However, a release may be rescinded or the release can be avoided if (1) there was fraud in the inception - misrepresenting the nature or contents of the document being executed; (2) a release obtained by a fiduciary without full disclosure of the relevant facts; (3) fraud as a ground for not applying a release to an unknown claim because the fraud prevented the releasor from knowing about the claim. Id. at 1055 n. 2.

In this case, the mutual release contained in the Stock Repurchase Agreement, entered on December 31, 2009 provides:

Mutual Release. The Company, Matt, and Stephen release Seller and his attorneys, employees, and agents, and Seller releases the Company, Matt, and Stephen and their attorneys, employees, and agents from all claims, liabilities, obligations, promises, agreements, controversies, and damages of any nature and kind, known or unknown, attributable to or otherwise arising from any matter, transaction, occurrence, event or controversy from the beginning of time until the Effective Date. The only possible claim between the two sides that can survive this release will be one for breach of this agreement, and any such claim is specifically preserved from this release. This release specifically includes any and all claims under any federal, state, or local statute, rule, or regulation, as well as any claims for negligent or intentional infliction of emotional distress, breach of contract, fraud or any other unlawful behavior, the existence of which the Company, Matt, Stephen and the Seller deny. This release is not an admission of any wrongful or unlawful acts or of any breach of any agreement. This release will be effective as a full and final accord and satisfaction and general release of and from all of the claims released in this agreement (the "Released Claims"). The parties acknowledge that they are familiar with Section 1542 of the Civil Code of the State of California, which provides as follows:
1542. CERTAIN CLAIMS NOT AFFECTED BY A GENERAL RELEASE.
A GENERAL RELEASE DOES NOT EXTEND TO CLAIMS WHICH THE CREDITOR DOES NOT KNOW OR SUSPECT TO EXIST IN HIS OR HER FAVOR AT THE TIME OF EXECUTING THE RELEASE, WHICH IF KNOWN BY HIM OR HER MUST HAVE MATERIALLY AFFECTED HIS OR HER SETTLEMENT WITH THE DEBTOR.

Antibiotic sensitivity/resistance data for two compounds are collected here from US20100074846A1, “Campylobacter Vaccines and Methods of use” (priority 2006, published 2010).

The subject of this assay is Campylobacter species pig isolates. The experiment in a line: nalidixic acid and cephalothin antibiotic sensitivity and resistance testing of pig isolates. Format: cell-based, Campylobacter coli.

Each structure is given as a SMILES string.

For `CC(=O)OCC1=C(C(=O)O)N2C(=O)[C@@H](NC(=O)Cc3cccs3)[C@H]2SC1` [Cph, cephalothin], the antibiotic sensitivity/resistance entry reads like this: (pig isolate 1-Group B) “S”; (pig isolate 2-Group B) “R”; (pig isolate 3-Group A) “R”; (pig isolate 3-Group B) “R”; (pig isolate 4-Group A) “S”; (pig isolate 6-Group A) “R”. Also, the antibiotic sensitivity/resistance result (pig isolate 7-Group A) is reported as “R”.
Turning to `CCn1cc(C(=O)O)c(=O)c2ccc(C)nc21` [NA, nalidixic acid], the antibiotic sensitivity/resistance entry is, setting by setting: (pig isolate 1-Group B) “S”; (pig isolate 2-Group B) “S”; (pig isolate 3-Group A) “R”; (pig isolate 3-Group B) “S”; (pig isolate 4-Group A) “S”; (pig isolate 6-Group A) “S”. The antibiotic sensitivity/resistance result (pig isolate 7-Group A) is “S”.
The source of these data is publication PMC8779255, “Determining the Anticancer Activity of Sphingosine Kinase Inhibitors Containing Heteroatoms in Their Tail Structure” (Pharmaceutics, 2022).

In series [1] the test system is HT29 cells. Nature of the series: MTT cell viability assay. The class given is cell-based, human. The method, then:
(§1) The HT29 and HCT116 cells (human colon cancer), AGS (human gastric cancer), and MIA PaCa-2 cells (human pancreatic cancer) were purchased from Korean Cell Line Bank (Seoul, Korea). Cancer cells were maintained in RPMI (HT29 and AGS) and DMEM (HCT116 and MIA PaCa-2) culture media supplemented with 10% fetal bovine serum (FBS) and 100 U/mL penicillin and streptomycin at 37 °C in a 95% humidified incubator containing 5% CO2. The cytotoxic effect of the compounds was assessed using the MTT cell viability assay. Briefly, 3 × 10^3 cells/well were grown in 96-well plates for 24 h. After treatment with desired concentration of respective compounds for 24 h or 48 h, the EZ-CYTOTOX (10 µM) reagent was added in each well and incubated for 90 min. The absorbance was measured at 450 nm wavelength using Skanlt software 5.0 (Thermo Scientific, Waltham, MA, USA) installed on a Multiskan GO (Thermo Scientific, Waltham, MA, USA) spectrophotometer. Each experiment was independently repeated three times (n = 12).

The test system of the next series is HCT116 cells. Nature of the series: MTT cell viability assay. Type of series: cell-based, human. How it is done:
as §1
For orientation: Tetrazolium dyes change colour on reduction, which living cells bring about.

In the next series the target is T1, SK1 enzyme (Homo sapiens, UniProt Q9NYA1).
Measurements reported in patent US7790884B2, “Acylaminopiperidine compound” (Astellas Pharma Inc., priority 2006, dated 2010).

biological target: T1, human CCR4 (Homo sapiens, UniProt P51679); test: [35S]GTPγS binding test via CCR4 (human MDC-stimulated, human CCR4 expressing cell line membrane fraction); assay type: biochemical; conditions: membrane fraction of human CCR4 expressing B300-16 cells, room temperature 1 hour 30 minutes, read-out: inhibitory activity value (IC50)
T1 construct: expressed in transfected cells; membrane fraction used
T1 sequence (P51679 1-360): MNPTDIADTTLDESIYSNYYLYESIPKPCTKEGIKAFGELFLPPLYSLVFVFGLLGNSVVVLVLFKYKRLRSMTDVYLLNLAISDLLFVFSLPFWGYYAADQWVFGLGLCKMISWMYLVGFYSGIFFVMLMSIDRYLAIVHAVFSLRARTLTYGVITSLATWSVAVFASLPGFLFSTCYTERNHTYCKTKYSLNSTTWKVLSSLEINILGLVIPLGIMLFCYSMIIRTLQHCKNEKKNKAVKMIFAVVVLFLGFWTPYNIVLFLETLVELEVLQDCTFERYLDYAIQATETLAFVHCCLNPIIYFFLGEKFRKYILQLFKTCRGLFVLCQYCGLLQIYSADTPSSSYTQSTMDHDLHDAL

Each party waives any and all rights he or it has, or may have, under California Civil Code Section 1542 (or any successor statute) with respect to the Released Claims. In connection with this waiver, the parties acknowledge that they are aware that they may discover claims presently unknown or unsuspected, or facts in addition to or different from those that they now know or believe to be true, with respect to the subject matter of this agreement. Nevertheless, each party reaffirms that by entering into this agreement, and having had the opportunity to seek the advice of its own independently selected counsel, such party intends to release fully, finally, and forever the Released Claims.

(Dkt. No. 87-9, Ds' NOL, Ex. C at 5.) This is a broad release that covers any known and unknown claims and also waives the rights under California Civil Code section 1542.

As to enforceability, Defendants argue that Plaintiff was represented by an experienced and competent counsel, William Markham.[3] Defendants also maintain that Plaintiff was aware of all the facts he currently alleges as breaches of fiduciary duty prior to signing the Stock Repurchase Agreement, and he voluntarily and knowingly released known and unknown claims, and explicitly waived the protections under Civil Code section 1542. Plaintiff does not dispute Defendants' argument as to the enforceability of the mutual release, but argues that the mutual release is voidable based on Defendants' role as fiduciaries and their failure to fully disclose all the relevant facts.

In his opposition, Plaintiff lists the acts or omission of acts that should void the release. (Dkt. No. 93 at 19-20.) These acts are:

a. Withholding/Misrepresenting DVMI's true financial condition during 2009 from Wallack;
b. Taking control/seizing the books and accounting of DVMI;
c. Moving the DVMI business operations to Wright's home, with little or any notice;
d. Holding at least one secret meeting with the company accountant, including discussing that much of the 2009 profits (which Wright had in August told Wallack there would likely be none), would be distributed in the form of back paid salary to Wright and Walters, and bonuses to Walters, Wright and other DVMI employees, to the exclusion of Wallack.
e. Eliminating Wallack's Administrator access to the DVMI website;
f. Seizing and transferring ownership of the DVMinsight.com domain name to themselves from Wallack's company (SDVI) by having Walters surreptitiously use his prior SDVI access to the GoDaddy.com account to contact GoDaddy.com and have the domain name switched to another account and web host, with no access to Wallack or SDVI;
g. As part of the Stock Repurchase Agreement, by attempting in bad faith to "steal" SDVI's registered ownership of the DVMINSIGHT Trademark, with the intent of selling that Trademark to IDEXX, knowingly without obtaining the necessary written assignment under federal law (namely 15 USC 1055(a)(3)). In fact, the Trademark was never mentioned in the negotiations, there is no written assignment, and its registered owner, SDVI, was not even a party to the Stock Repurchase Agreement (see, Christian Depo, Exhibit "D, " pages 81-82);
h. Refusing to allow a fair business valuation of DVMI to establish a purchase price for Wallack's shares of stock; and